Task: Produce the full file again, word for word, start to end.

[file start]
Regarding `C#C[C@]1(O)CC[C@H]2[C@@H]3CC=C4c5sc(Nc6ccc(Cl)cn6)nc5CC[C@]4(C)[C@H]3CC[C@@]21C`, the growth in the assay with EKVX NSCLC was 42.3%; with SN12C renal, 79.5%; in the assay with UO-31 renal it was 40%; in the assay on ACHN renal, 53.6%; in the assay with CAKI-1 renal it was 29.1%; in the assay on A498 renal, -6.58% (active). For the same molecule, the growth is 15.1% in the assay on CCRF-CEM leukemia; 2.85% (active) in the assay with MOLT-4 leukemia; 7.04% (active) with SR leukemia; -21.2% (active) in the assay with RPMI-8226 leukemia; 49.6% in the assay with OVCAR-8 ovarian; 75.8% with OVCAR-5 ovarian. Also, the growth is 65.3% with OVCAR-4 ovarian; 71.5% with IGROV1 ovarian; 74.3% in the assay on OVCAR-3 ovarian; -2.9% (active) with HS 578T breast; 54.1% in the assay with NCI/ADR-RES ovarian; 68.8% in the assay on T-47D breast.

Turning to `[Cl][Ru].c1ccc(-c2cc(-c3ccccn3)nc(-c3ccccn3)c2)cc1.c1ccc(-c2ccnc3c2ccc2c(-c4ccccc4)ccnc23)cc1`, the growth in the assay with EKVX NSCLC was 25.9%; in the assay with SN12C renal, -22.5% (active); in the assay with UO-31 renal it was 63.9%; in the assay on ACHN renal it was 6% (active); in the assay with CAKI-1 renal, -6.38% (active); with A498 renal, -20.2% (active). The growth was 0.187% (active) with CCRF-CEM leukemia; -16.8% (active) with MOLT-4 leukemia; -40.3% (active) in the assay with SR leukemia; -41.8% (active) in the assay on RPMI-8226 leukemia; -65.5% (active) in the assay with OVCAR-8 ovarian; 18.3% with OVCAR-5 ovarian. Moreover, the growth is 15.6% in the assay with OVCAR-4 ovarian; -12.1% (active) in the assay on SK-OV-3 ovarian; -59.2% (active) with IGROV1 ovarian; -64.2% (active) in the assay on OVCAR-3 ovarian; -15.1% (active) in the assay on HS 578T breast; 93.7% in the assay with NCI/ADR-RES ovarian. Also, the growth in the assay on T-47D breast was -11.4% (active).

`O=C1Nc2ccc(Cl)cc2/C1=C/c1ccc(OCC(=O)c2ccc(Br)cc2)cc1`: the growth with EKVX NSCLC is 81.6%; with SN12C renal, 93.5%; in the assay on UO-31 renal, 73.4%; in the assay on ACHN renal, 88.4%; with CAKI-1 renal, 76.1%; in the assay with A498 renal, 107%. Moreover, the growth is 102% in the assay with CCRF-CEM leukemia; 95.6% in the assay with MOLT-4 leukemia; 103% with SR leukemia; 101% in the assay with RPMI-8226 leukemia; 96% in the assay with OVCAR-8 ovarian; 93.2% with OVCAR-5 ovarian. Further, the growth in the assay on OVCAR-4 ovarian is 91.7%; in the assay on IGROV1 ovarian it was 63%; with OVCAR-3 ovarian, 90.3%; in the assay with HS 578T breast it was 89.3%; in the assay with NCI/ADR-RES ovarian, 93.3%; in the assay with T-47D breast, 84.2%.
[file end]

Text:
Regarding `C#C[C@]1(O)CC[C@H]2[C@@H]3CC=C4c5sc(Nc6ccc(Cl)cn6)nc5CC[C@]4(C)[C@H]3CC[C@@]21C`, the growth in the assay with EKVX NSCLC was 42.3%; with SN12C renal, 79.5%; in the assay with UO-31 renal it was 40%; in the assay on ACHN renal, 53.6%; in the assay with CAKI-1 renal it was 29.1%; in the assay on A498 renal, -6.58% (active). For the same molecule, the growth is 15.1% in the assay on CCRF-CEM leukemia; 2.85% (active) in the assay with MOLT-4 leukemia; 7.04% (active) with SR leukemia; -21.2% (active) in the assay with RPMI-8226 leukemia; 49.6% in the assay with OVCAR-8 ovarian; 75.8% with OVCAR-5 ovarian. Also, the growth is 65.3% with OVCAR-4 ovarian; 71.5% with IGROV1 ovarian; 74.3% in the assay on OVCAR-3 ovarian; -2.9% (active) with HS 578T breast; 54.1% in the assay with NCI/ADR-RES ovarian; 68.8% in the assay on T-47D breast.

Turning to `[Cl][Ru].c1ccc(-c2cc(-c3ccccn3)nc(-c3ccccn3)c2)cc1.c1ccc(-c2ccnc3c2ccc2c(-c4ccccc4)ccnc23)cc1`, the growth in the assay with EKVX NSCLC was 25.9%; in the assay with SN12C renal, -22.5% (active); in the assay with UO-31 renal it was 63.9%; in the assay on ACHN renal it was 6% (active); in the assay with CAKI-1 renal, -6.38% (active); with A498 renal, -20.2% (active). The growth was 0.187% (active) with CCRF-CEM leukemia; -16.8% (active) with MOLT-4 leukemia; -40.3% (active) in the assay with SR leukemia; -41.8% (active) in the assay on RPMI-8226 leukemia; -65.5% (active) in the assay with OVCAR-8 ovarian; 18.3% with OVCAR-5 ovarian. Moreover, the growth is 15.6% in the assay with OVCAR-4 ovarian; -12.1% (active) in the assay on SK-OV-3 ovarian; -59.2% (active) with IGROV1 ovarian; -64.2% (active) in the assay on OVCAR-3 ovarian; -15.1% (active) in the assay on HS 578T breast; 93.7% in the assay with NCI/ADR-RES ovarian. Also, the growth in the assay on T-47D breast was -11.4% (active).

`O=C1Nc2ccc(Cl)cc2/C1=C/c1ccc(OCC(=O)c2ccc(Br)cc2)cc1`: the growth with EKVX NSCLC is 81.6%; with SN12C renal, 93.5%; in the assay on UO-31 renal, 73.4%; in the assay on ACHN renal, 88.4%; with CAKI-1 renal, 76.1%; in the assay with A498 renal, 107%. Moreover, the growth is 102% in the assay with CCRF-CEM leukemia; 95.6% in the assay with MOLT-4 leukemia; 103% with SR leukemia; 101% in the assay with RPMI-8226 leukemia; 96% in the assay with OVCAR-8 ovarian; 93.2% with OVCAR-5 ovarian. Further, the growth in the assay on OVCAR-4 ovarian is 91.7%; in the assay on IGROV1 ovarian it was 63%; with OVCAR-3 ovarian, 90.3%; in the assay with HS 578T breast it was 89.3%; in the assay with NCI/ADR-RES ovarian, 93.3%; in the assay with T-47D breast, 84.2%.